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I only just bought my new favorite sneakers — the classic Vans Checkerboard Slip-Ons ($50) — last week, but we have history.
When I was 12, I owned three pairs, all in different colors. I wore them faithfully throughout middle school and my early years of high school, because as a tween, the last thing I wanted to do was worry about tying my shoes. They were easy to put on, super comfortable, and cheap enough to manage on my after-school job budget. I had written Fall Out Boy lyrics on the outer white rubber, filled in the checkered canvas at random with sharpie markers, and thought I was really, really cool.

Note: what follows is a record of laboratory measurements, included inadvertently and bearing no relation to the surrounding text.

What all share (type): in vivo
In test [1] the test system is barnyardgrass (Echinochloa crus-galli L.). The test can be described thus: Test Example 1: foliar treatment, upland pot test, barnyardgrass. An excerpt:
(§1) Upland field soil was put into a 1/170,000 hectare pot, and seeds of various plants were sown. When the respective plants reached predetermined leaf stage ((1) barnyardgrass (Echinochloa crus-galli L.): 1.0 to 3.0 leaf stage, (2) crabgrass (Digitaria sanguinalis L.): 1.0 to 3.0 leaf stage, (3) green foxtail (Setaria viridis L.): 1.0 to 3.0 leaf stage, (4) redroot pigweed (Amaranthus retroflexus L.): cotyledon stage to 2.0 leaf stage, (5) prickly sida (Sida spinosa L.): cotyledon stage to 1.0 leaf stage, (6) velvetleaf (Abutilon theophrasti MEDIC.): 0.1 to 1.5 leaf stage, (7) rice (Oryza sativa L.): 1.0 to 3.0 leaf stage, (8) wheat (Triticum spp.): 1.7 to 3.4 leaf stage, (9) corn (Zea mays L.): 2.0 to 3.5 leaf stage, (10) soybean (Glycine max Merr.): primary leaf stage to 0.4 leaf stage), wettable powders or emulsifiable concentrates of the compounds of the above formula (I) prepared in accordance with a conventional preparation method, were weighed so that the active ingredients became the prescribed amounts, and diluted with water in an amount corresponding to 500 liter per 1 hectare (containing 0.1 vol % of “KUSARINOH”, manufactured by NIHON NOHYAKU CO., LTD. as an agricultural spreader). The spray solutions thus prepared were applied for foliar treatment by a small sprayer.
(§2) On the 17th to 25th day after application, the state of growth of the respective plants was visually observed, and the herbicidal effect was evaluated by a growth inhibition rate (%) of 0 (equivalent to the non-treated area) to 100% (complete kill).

As an adult, sneakers and I haven’t had much of a relationship. I was never quite sold on the recent resurgence of Nike’s Air Force 1s, and I certainly did not want to be another Stan Smith statistic. Still, the idea of an easy on-and-off sneaker was appealing, so the search continued.
Then, over the holiday break, I found two of the three pairs of Vans in my childhood bedroom. After five minutes and a couple laps around the house, I was convinced it was time to buy another pair.
They’re still the same exact black and white canvas shoe I bought in the early 2000s, which is a testament to the fact that Vans, aside from a few collaborations here and there, has never had a proper rebrand or resurgence of its shoes. They’re still just as simple, comfortable, and cheap — and as a plus, surprisingly go with everything I wear. (Great news for me, considering a decade later I still don’t want to worry about tying my shoes.)